Anatomy of your checking statement

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You’ve committed to watching your checking account more closely. So where do you start? By getting to know your monthly account statement.

While each checking statement can vary according to the specific kind of account and your bank, there are some basic entries to keep an eye on. Unusual transactions in any of them can be a red flag alerting you to account trouble.

Get an overview
When your statement arrives, start by perusing the summary. It’s usually listed at the top of the first statement page and condenses the state of your account: balance (previous and current), deposits, checks, service charges, etc.

This section will give you a good idea of whether venturing further into your account is going to be a walk in the park or a walk on the wild side. For example, if you think you have around $800 in your account and the summary shows there’s only $256, you’ve got a problem.

The reason for the discrepancy between your records and the bank’s — maybe that $400 deposit hasn’t cleared or the bank really did make an error — should be detailed further along in the statement. The summary will at least warn you to pay close attention as you read on.

Know your account type

Do you know what type of account you have? Make sure the bank does, too. Each statement should prominently display the type of account you hold.

You can have an interest-bearing checking account (great, you’re earning interest on your balance), but that may also mean you have to keep a minimum balance. Or, you can have a pure-vanilla checking account, where there are no charges and no minimum balance, but you earn zero interest on your deposits.

By knowing what kind of account you have — and making sure it’s reflected properly on your monthly statement — you’ll know what else to look for. For example, if the bank unilaterally decides to upgrade you to a preferred status, your statement can alert you to that before you get in trouble for failing to keep the minimum balance. Similarly, you’ll need to watch for account charges if the bank decides to alter its requirements for your particular type of checking account.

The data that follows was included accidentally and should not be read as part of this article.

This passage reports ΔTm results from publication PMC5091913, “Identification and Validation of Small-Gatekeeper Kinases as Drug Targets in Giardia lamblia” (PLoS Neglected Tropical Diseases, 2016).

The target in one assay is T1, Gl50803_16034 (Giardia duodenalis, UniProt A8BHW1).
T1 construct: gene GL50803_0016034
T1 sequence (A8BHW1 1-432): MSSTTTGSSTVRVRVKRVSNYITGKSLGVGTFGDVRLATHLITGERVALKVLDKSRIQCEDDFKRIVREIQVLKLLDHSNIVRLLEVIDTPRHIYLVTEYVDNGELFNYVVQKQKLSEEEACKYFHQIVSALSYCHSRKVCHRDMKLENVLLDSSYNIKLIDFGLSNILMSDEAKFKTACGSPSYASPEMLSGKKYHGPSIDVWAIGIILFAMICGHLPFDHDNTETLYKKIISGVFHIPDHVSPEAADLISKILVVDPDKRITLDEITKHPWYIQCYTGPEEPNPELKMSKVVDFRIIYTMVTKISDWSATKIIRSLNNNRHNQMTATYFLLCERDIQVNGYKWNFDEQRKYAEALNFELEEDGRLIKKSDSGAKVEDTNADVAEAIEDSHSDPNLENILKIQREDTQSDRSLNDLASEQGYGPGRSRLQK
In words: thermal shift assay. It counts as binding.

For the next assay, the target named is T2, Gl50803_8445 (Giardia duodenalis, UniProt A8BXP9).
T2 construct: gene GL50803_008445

Find the fees
Make note of all fees listed on your bank statement. These may be listed separately, or included in the chronology of your account’s monthly activity.

Common ones are an account maintenance charge (that is, a fee you pay simply for having the account) or NSF, which shows up if you didn’t have sufficient funds to cover a check. If there’s a miscellaneous charge for $10, check the statement for details. If it’s not explained in the statement, call your branch to find out exactly why you’re paying.

By tracking fees, you’ll discover whether your bank is “nickel and diming” you with charges. If that’s the case, your monthly statement can give you a head start in a search for a more cost-effective home for your checking account.

Watch how your checks are listed
Does your statement list checks chronologically or by date paid or by both? Make sure you understand how your checks are listed so you won’t have any trouble reconciling your account. Ideally, the bank will list canceled checks in a way that’s convenient for you and that allows you to quickly see whether your checking account is in order.

Play the date game: outgoing
Find out how checks are drawn against your account. Some banks will process the check for the largest amount rather than the first on the top of the pile. Why? If the bank pays the largest checks first, the odds increase that you’ll run out of money and the bank stands to make money (see fees above) if you bounce a check.

Also look for the float differential. Float is the time between when a check is written, submitted by the payee and when the money is actually taken out of your account. Most statements show the issue date and payment date; this will give you an idea of how quickly money is moved out of your checking account.

Play the date game: incoming
Float also comes into play with deposits. Again, look at the date your statement shows you put a check in the bank when the full amount was available for your use. Many banks limit total access to deposited funds, sometimes for as much as a week depending on the size of the deposit, the type and the institution upon which it’s drawn.

Do you see a pattern in how long it takes your checks and deposits to clear? This is important to know so you can keep your account balanced.

This pattern also can serve as a guide to the kind of service you’re getting (or not) from your bank. If it seems some checks are posted sooner than others, or deposits take longer to register, call your bank for an explanation.

Knowing when your checks are paid and deposits are available can prevent you from overdrawing your checking account and facing some of those nasty fees discussed earlier. And it will help you find an account that works for you, not the bank.

Jenny C. McCune is a contributing editor based in Montana.